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Global Governments Play the Gold Game

It's worth a look at how Vietnam, India, and Turkey have fared in managing their nations' gold activity

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Q: What links Turkey, India and Vietnam?

A: Weak currencies, trade deficits — and a suspicion that gold is to blame.

Here’s the scenario: a falling currency, a widening trade deficit, and a population buying more and more gold. What’s the result? Well, it tends to be an unhappy government, followed by a policy response.

We’ve seen it Vietnam, where central bankers continue to make noises about “mobilizing” the country’s privately held gold, having last year handed an effective monopoly to a single refiner (later “administratively acquired” by the central bank).

We’re seeing it in India, where the government has quadrupled import duties since the start of the year.

And we may be about to see it in Turkey, where, the Wall Street Journal reports, the government is set to publish plans designed to encourage people to deposit their gold bullion with the country’s banking sector. One proposal reportedly being considered would involve interest-paying gold deposit accounts, with depositors being offered the ability to withdraw gold bars from ATM machines.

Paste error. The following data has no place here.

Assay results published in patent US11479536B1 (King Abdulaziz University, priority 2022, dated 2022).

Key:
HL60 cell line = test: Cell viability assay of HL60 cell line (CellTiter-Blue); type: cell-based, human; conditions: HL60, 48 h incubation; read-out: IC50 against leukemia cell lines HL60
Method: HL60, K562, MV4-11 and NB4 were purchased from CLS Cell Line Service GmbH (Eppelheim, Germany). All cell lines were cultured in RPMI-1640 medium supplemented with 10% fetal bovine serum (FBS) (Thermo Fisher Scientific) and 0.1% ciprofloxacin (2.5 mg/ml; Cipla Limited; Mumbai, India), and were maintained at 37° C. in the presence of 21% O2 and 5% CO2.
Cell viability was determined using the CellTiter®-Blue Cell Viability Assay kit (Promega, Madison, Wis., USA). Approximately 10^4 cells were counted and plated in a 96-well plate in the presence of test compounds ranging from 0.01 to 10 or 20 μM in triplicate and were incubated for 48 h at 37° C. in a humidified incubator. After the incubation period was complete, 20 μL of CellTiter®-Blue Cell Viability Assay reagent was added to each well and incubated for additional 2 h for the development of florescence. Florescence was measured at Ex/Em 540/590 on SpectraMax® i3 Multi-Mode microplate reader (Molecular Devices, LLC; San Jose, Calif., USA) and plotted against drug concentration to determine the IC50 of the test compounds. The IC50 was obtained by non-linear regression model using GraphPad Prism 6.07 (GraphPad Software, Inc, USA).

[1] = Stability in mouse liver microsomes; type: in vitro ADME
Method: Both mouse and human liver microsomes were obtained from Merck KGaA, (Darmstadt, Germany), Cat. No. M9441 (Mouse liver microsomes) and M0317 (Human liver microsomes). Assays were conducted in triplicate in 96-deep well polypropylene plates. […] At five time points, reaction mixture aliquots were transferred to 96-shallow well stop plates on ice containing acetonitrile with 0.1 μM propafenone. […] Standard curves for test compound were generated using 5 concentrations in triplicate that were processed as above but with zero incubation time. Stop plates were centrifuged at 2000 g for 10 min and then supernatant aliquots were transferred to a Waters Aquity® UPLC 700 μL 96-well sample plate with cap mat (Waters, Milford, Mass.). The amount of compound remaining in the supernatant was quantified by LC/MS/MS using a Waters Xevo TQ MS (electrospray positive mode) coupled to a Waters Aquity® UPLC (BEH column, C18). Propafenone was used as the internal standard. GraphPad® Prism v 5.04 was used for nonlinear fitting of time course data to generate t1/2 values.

It remains to be seen whether this will get off the ground and whether it will be successful.

“The tradition of holding gold outside the system could be hard to shift,” reckons Murat Ucer, an economist at Istanbul-based research firm Global Source Partners.

If the scheme does go ahead, it will be the latest move by Turkey’s authorities to inject a bit of gold into the nation’s banking system. Last November, the country’s central bank announced that banks could hold up to 10% of their reserves in gold.

The backdrop to all this is a falling currency, allied to a balance-of-payments problem. The Turkish lira fell 23% against the dollar in 2011. Turkish gold demand in the fourth quarter of last year was up 128% year-on-year, according to the latest World Gold Council data.

Over the year as a whole, gold-jewelry demand fell slightly, but demand for gold bars and coins, which people tend to buy primarily for investment purposes, rose 99%, to 80.4 tonnes. (Turkey was the world’s largest producer of gold coins last year.)

Almost all of that demand was matched by imports, with Turkey importing 79.7 tonnes of gold in 2011, according to data from the Istanbul Gold Exchange. This is not great news in a country whose current account deficit is around 10% of GDP.

Here we have a clear case of cumulative causation: The Turkish Lira depreciates, people hedge by buying gold, the gold has to be imported, thus putting further pressure on exchange rate and widening the trade deficit.

Article printed from InvestorPlace Media,

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